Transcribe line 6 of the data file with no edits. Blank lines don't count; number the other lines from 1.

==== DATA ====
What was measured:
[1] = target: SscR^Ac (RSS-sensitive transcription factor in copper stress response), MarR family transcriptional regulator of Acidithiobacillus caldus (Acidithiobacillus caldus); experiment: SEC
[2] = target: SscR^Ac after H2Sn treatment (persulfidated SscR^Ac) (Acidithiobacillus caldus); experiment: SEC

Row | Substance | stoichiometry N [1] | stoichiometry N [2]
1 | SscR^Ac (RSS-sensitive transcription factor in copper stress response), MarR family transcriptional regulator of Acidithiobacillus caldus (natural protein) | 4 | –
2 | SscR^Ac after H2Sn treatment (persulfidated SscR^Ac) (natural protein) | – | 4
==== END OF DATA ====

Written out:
2 | SscR^Ac after H2Sn treatment (persulfidated SscR^Ac) (natural protein) | – | 4